Purple church possibilities

Whether you desire a new building or a new interpretation of Scripture, progress cannot be made if leaders are conflict-averse, writes Teri McDowell Ott.

I still remember the Sunday I broke my silence on LGBTQ+ inclusion. As Elie Wiesel said in his acceptance of the Nobel Peace Prize, “silence encourages the tormentor, never the tormented.” I was serving as the pastor of a church in a small North Carolina community where the influences of the Bible Belt were strong. We didn’t use the label “Purple Church” back then, but my people represented a broad spectrum of beliefs and political perspectives.

My fear and anxiety had led me to work extra hard crafting a sermon that I prayed would be faithful, and hoped could be heard by all, even if they disagreed. But I also made it clear that I interpreted scripture differently than those who use the Bible to exclude our LGBTQ+ siblings.

Before worship, I locked myself in my office to try to calm my rising anxiety. My heart thudded in my ears as I paced and prayed, getting frank with God: Why couldn’t you have called me to some quiet cubicle somewhere?

Those serving “purple” churches today are doing so in an especially volatile political climate. As Tom Long recently wrote in his Outlook article, “The perilous and promising pulpit,” preachers are getting sharply attacked at the church door just for quoting Scripture like “love your enemies” or “blessed are the merciful.” Purple churches, with a mix of red Republicans and blue Democrats, are ripe for conflict. But I believe they are also places of promise and possibility. Besides faith communities, where else in our society do people of diverse political perspectives voluntarily gather?

Ronald Heifetz and Marty Linsky, from the Harvard Kennedy School, teach people and organizations how to address “adaptive” challenges — complicated issues that involve competing values, beliefs, and loyalties, and that stir intense emotions. For example, a church with diminishing membership saddled with expensive-to-maintain facilities faces an adaptive challenge, sure to surface different ideas, beliefs and values about the faithful path forward.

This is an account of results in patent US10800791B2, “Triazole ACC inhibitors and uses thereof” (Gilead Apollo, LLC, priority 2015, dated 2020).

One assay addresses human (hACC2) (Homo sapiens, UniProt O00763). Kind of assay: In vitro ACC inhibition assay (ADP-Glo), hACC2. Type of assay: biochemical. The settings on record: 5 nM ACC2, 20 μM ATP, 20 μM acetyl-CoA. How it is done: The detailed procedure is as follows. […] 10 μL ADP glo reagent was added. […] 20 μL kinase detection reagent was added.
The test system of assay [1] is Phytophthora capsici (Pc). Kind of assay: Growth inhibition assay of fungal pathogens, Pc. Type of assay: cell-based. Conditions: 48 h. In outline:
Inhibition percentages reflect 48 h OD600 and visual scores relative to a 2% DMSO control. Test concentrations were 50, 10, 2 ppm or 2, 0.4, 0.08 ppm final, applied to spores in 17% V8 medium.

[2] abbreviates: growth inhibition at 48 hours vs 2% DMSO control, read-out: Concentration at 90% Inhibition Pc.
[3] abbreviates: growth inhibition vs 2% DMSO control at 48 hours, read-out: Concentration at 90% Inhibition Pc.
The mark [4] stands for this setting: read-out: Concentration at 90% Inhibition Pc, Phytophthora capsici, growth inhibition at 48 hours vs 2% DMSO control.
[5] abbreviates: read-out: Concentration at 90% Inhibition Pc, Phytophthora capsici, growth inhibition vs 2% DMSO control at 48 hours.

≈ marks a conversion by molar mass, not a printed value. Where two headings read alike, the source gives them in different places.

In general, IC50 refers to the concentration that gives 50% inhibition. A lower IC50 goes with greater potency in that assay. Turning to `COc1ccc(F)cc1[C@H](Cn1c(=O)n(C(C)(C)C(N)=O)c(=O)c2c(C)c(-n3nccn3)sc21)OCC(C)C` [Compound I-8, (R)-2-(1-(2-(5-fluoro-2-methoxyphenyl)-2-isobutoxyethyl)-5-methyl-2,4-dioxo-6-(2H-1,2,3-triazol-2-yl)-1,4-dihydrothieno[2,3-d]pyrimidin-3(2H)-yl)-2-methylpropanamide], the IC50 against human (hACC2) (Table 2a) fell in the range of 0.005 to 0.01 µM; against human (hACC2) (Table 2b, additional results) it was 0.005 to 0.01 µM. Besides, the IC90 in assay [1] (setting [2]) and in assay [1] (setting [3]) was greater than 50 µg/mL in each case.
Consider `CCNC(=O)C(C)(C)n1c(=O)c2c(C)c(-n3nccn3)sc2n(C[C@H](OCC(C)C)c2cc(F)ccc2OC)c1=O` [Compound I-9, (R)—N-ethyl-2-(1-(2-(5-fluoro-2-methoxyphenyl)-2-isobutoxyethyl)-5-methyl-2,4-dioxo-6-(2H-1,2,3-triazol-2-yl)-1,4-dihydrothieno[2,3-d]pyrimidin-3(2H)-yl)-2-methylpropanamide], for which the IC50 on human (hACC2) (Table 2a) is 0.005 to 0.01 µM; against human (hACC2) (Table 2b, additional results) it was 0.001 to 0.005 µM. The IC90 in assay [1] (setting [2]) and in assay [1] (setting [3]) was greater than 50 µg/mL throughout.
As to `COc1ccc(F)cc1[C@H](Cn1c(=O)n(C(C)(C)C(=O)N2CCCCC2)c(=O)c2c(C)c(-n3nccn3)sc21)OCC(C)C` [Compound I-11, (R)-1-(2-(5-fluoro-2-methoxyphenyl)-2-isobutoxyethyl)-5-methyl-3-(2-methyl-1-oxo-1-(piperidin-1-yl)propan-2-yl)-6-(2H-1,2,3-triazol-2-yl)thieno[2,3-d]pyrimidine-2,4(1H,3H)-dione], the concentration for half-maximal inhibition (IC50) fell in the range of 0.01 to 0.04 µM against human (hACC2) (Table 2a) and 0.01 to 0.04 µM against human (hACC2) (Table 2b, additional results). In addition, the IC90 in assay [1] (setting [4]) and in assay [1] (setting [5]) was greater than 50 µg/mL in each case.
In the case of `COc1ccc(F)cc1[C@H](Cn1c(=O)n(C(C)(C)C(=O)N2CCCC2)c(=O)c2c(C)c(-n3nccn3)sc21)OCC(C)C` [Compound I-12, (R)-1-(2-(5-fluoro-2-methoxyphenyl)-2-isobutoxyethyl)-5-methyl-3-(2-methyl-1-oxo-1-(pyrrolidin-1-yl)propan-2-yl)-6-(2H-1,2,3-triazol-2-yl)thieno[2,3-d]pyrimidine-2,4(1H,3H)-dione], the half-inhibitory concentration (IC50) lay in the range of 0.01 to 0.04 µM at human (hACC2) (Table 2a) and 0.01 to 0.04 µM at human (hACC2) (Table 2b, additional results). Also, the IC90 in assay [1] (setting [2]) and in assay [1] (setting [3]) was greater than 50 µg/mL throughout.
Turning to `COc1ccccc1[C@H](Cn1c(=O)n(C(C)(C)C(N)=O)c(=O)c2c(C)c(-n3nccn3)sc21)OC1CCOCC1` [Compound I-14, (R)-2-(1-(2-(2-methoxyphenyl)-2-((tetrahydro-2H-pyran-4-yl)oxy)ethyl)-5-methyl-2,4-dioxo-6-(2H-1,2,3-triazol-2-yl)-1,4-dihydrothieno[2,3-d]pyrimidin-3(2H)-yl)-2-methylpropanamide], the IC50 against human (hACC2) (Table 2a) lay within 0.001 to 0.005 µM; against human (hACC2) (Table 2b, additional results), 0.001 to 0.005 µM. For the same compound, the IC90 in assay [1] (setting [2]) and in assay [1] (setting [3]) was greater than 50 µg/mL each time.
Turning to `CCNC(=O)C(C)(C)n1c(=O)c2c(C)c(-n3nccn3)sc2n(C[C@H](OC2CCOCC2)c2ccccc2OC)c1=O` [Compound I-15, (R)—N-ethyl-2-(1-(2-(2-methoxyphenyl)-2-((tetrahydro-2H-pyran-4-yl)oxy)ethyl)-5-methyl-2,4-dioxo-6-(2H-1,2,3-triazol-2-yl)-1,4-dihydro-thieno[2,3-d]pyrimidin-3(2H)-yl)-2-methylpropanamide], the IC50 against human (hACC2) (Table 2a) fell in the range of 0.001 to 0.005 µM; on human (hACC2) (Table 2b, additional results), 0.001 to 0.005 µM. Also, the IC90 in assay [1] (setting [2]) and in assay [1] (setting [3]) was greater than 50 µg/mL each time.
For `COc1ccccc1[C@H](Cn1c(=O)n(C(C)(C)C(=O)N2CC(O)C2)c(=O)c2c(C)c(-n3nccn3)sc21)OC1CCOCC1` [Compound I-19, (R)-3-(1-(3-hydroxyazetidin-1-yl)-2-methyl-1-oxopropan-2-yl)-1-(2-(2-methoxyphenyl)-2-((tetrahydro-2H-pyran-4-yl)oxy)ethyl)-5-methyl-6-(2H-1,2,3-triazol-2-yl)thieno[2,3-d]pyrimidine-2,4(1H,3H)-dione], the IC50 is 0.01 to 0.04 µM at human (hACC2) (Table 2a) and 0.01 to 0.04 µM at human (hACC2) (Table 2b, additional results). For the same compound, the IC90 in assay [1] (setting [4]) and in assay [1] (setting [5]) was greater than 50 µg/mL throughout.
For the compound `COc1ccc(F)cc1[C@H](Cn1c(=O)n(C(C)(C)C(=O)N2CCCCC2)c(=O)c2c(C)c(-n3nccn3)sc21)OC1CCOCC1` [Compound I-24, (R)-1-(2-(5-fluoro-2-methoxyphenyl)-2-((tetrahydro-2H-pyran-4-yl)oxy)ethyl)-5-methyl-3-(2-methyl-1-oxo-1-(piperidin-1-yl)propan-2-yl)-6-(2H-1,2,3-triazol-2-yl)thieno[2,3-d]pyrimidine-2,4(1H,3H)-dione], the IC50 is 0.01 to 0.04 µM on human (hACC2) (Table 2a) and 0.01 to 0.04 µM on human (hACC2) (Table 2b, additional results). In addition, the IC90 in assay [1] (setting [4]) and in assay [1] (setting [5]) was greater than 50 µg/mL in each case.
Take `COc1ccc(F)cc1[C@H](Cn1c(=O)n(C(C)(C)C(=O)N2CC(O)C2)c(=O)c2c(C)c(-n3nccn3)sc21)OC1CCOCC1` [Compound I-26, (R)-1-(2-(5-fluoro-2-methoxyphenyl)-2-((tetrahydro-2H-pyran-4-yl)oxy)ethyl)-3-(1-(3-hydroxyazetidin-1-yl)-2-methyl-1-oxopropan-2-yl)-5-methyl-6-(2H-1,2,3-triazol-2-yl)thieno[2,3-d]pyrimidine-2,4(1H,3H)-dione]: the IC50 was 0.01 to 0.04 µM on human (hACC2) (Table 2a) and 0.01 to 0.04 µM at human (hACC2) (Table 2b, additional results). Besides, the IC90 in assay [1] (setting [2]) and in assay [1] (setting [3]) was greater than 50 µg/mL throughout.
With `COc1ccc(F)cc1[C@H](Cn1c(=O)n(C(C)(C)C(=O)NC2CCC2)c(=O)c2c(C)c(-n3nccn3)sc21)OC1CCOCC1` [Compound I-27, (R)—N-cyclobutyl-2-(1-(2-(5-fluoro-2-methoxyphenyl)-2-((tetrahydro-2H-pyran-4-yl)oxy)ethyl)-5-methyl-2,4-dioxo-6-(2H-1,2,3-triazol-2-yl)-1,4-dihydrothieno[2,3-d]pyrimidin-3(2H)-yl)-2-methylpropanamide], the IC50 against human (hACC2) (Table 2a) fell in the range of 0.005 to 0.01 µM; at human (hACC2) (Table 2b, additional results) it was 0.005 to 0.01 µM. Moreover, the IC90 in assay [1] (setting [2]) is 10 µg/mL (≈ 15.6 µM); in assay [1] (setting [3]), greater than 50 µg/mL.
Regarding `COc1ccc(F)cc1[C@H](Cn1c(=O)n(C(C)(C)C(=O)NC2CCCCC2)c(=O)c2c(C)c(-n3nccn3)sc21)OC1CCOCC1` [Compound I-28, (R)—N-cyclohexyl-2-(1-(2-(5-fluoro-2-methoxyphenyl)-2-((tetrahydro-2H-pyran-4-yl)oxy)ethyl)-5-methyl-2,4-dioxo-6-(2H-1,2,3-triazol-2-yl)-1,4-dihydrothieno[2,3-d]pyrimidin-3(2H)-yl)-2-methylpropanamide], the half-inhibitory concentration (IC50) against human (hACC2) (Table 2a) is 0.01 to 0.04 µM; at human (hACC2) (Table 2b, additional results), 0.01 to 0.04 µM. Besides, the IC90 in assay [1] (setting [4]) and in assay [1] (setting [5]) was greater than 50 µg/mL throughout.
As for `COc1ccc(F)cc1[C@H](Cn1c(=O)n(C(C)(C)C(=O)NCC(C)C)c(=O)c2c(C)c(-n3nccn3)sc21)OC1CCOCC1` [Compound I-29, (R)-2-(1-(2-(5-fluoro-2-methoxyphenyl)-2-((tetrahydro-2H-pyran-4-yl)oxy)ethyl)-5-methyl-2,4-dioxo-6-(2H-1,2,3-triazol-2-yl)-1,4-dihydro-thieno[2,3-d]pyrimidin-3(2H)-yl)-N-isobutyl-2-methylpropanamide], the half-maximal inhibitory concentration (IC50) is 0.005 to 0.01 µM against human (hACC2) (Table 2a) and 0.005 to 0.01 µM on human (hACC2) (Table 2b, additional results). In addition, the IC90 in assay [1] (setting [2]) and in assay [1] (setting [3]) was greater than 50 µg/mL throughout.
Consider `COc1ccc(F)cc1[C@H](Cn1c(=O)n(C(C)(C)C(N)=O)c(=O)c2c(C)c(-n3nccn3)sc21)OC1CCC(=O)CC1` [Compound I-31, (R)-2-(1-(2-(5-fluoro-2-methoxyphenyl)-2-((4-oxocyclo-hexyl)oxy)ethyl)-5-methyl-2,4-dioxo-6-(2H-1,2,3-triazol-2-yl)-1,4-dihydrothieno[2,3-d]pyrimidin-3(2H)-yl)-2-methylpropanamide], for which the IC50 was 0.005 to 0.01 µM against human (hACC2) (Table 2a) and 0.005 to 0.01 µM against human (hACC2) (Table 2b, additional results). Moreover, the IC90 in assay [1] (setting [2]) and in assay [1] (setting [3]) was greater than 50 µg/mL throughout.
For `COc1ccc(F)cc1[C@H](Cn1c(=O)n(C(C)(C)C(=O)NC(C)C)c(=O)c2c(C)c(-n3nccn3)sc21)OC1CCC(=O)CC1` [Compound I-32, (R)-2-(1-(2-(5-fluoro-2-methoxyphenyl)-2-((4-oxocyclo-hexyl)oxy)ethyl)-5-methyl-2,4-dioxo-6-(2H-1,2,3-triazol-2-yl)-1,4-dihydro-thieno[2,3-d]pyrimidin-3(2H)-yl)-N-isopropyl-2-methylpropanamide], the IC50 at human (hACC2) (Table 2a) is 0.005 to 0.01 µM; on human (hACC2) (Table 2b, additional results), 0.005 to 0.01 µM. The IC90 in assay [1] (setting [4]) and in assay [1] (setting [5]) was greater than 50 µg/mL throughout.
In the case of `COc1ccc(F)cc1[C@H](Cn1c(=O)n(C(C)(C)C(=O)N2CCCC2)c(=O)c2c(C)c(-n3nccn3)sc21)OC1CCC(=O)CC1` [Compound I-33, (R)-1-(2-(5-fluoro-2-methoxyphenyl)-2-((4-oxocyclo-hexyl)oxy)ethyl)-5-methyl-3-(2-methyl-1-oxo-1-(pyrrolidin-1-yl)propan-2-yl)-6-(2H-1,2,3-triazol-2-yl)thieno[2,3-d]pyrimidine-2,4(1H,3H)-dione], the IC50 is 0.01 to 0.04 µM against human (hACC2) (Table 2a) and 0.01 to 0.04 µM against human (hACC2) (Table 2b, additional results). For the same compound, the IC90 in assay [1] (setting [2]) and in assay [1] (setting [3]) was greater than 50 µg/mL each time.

Whether a new building or a new interpretation of Scripture, progress cannot be made on adaptive challenges if leaders are conflict-averse. Comfort maintains the status quo, keeping us on the superficial surface of challenges that require a deeper dive. Like composers who apply notes of discord and dissonance to add depth and forward motion to music, Heifetz and Linsky advise leaders to surface and manage conflict as an essential resource in an organization’s progression on adaptive challenges.

To all the pastors and people in leadership positions who feel the stress of serving as the orchestra’s conductor of dissonance, take heart. Heifetz and Linsky also say adaptive challenges cannot be tackled alone. Leadership in the organization must be exercised by more than the “designated leader.” Pastors can strike a note of dissonance in the pulpit through a prophetic word that gets a congregation talking about an issue they’ve been too afraid to tackle. Sessions and small groups can acknowledge conflicting ideas and values, then bring people from both sides together to come up with ideas on which both can agree. Everyone can help regulate the temperature of conflict, making sure it’s in the productive, not destructive, zone. Darian can help calm Joe down after his fight response kicked in. When Sarah’s flight response leads her to storm from the room, Ada can encourage her to return and stay engaged.

This is hard, stressful work. But when did Jesus ever lead us down the path of easy?

For the most part, my sermon on LGBTQ+ inclusion was well received. One couple changed churches afterwards, unable to reconcile themselves with my views and the discussions my sermon stirred. But many more expressed their belief that the church should be engaging social issues that matter — even if doing so was controversial and revealed disagreement.

I love the church. And I believe in the power of Christ’s body to transform. Churches willing to embrace their notes of discord and dissonance will add depth and forward motion to their ministry — an orchestration of divine harmony that’s not easy, but more than worthwhile.